Phyllis McGinley

(1905-1978 / United States)

Biography of Phyllis McGinley

Phyllis McGinley (March 21, 1905 - February 22, 1978) was an American writer of children's books and poet about the positive aspects of suburban life.[1]

McGinley was born in Ontario, Oregon. At age 3, her family moved to Colorado, and on to Ogden, Utah after her father died.

She studied at the University of Southern California and the University of Utah in Salt Lake City, graduating in 1927. She then taught at a junior high school in New Rochelle, New York for one year, until her career as a writer and poet took off.

Her poems were published in the New York Herald Tribune and The New Yorker, among others. She also wrote the lyrics for a musical revue, Small Wonder, in 1948.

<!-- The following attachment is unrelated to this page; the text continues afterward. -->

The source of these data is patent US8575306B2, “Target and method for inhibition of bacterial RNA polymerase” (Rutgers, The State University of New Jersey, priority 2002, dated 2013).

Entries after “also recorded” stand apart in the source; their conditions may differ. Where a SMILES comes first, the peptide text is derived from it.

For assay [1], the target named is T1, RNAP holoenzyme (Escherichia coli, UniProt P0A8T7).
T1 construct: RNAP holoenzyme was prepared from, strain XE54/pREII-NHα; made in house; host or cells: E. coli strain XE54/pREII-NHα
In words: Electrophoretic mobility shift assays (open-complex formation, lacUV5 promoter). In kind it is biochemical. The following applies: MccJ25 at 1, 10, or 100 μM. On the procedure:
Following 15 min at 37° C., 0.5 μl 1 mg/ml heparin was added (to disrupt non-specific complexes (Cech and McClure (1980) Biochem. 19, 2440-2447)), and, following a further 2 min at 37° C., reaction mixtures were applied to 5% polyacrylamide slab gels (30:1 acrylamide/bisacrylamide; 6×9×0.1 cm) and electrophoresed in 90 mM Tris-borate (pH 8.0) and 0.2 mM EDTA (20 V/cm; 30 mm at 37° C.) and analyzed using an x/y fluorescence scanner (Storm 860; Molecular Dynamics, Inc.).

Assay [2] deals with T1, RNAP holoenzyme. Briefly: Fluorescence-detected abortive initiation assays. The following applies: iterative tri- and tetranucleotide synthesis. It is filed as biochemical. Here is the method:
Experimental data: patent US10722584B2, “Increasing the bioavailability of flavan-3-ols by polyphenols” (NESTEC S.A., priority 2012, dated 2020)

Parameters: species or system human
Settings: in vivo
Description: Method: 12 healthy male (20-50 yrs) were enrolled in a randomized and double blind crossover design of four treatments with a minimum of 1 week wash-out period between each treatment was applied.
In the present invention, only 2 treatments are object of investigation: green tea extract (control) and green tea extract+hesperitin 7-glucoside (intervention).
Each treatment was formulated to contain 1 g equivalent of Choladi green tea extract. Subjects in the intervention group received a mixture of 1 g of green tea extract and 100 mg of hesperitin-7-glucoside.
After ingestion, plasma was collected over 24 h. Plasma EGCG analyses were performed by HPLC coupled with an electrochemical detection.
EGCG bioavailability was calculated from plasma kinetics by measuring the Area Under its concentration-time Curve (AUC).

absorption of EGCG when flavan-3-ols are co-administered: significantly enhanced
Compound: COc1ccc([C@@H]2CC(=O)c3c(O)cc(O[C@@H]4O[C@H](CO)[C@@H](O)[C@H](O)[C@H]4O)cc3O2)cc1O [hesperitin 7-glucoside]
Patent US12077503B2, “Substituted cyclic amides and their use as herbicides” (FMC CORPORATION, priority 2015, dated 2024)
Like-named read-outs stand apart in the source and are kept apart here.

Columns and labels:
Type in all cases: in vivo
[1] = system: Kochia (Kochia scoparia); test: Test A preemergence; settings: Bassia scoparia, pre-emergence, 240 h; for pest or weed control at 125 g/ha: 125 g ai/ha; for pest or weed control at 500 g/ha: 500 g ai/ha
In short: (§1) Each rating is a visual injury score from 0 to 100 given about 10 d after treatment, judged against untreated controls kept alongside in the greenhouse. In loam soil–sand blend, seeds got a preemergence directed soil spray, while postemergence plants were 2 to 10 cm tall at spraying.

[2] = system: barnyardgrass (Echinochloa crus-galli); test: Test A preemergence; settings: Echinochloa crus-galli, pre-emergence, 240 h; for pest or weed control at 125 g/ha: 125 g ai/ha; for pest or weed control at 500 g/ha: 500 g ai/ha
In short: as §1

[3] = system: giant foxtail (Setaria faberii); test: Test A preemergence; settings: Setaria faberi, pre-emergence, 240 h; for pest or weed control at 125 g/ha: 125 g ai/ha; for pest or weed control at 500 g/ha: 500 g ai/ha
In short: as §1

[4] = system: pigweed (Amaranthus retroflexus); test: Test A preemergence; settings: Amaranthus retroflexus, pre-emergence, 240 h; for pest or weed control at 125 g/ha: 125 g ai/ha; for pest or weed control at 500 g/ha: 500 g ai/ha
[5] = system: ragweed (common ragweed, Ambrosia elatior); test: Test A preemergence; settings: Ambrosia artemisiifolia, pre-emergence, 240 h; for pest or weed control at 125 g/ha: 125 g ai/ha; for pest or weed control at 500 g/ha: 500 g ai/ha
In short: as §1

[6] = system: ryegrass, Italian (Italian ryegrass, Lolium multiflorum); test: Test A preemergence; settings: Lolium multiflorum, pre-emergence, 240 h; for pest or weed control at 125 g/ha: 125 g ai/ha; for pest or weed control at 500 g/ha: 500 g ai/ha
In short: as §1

In 1955, she was elected a member of the National Academy of Arts and Letters.

In 1961 she won the Pulitzer Prize for Poetry; in 1964 she was honored with the Laetare Medal by the University of Notre Dame (described as 'An honor to a man or woman who has "enriched the heritage of humanity"'). She also holds nearly a dozen honorary degrees - "including one from the stronghold of strictly masculine pride, Dartmouth College." (from the dust jacket of Sixpence in Her Shoes (copy 1964)).

McGinley died in New York.

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Intimations Of Mortality

Intimations of Mortality
on being told by the dentist that this will be over soon

Indeed, it will soon be over, I shall be done
With the querulous drill, the forceps, the clove-smelling cotton.
I can go forth into fresher air, into sun,
This narrow anguish forgotten.

In twenty minutes or forty or half an hour,

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